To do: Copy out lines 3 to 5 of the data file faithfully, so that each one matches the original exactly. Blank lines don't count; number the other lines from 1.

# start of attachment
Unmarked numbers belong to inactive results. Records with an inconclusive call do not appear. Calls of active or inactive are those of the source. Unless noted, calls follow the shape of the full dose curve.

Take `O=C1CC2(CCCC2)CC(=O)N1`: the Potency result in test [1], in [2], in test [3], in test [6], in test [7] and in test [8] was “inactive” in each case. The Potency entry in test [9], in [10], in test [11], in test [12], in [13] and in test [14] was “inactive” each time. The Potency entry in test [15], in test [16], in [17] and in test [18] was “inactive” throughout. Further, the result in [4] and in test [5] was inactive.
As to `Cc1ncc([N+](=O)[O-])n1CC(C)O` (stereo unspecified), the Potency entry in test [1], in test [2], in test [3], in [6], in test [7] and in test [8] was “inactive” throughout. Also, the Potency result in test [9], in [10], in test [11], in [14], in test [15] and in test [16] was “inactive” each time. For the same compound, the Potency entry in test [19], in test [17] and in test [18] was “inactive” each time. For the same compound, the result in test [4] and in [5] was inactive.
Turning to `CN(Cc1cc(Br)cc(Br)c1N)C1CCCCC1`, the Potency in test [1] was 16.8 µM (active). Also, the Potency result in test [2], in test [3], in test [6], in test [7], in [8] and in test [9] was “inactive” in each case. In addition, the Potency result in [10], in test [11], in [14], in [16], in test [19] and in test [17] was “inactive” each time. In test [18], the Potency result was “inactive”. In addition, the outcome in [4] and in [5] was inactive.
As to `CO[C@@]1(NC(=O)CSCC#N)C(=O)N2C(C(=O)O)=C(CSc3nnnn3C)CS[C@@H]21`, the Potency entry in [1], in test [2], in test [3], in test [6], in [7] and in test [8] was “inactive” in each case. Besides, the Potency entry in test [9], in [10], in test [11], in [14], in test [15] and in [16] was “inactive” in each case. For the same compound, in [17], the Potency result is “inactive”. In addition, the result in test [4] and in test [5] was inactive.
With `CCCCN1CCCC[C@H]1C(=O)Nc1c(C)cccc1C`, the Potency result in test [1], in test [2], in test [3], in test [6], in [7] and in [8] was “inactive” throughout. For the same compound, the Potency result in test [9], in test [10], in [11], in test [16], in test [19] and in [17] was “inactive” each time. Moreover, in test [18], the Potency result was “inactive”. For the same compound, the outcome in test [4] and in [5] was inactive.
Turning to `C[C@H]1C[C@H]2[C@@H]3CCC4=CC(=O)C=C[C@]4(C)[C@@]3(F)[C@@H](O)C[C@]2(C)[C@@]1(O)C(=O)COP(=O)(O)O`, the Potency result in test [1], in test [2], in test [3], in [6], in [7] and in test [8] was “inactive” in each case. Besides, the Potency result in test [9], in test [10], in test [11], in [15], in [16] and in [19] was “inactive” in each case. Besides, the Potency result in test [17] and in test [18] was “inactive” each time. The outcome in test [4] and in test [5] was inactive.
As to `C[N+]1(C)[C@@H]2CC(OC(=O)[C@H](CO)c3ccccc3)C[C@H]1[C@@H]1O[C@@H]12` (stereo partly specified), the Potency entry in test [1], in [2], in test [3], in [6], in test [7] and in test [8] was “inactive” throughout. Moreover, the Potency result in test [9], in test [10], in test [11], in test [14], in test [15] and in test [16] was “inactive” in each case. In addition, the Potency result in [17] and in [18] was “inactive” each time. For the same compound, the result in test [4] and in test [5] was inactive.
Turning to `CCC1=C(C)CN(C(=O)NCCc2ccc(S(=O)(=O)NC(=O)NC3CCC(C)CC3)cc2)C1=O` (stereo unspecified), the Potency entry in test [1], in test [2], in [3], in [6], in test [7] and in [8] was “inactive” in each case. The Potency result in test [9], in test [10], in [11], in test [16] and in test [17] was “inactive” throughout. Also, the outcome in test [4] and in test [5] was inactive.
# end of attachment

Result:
As to `Cc1ncc([N+](=O)[O-])n1CC(C)O` (stereo unspecified), the Potency entry in test [1], in test [2], in test [3], in [6], in test [7] and in test [8] was “inactive” throughout. Also, the Potency result in test [9], in [10], in test [11], in [14], in test [15] and in test [16] was “inactive” each time. For the same compound, the Potency entry in test [19], in test [17] and in test [18] was “inactive” each time. For the same compound, the result in test [4] and in [5] was inactive.
Turning to `CN(Cc1cc(Br)cc(Br)c1N)C1CCCCC1`, the Potency in test [1] was 16.8 µM (active). Also, the Potency result in test [2], in test [3], in test [6], in test [7], in [8] and in test [9] was “inactive” in each case. In addition, the Potency result in [10], in test [11], in [14], in [16], in test [19] and in test [17] was “inactive” each time. In test [18], the Potency result was “inactive”. In addition, the outcome in [4] and in [5] was inactive.
As to `CO[C@@]1(NC(=O)CSCC#N)C(=O)N2C(C(=O)O)=C(CSc3nnnn3C)CS[C@@H]21`, the Potency entry in [1], in test [2], in test [3], in test [6], in [7] and in test [8] was “inactive” in each case. Besides, the Potency entry in test [9], in [10], in test [11], in [14], in test [15] and in [16] was “inactive” in each case. For the same compound, in [17], the Potency result is “inactive”. In addition, the result in test [4] and in test [5] was inactive.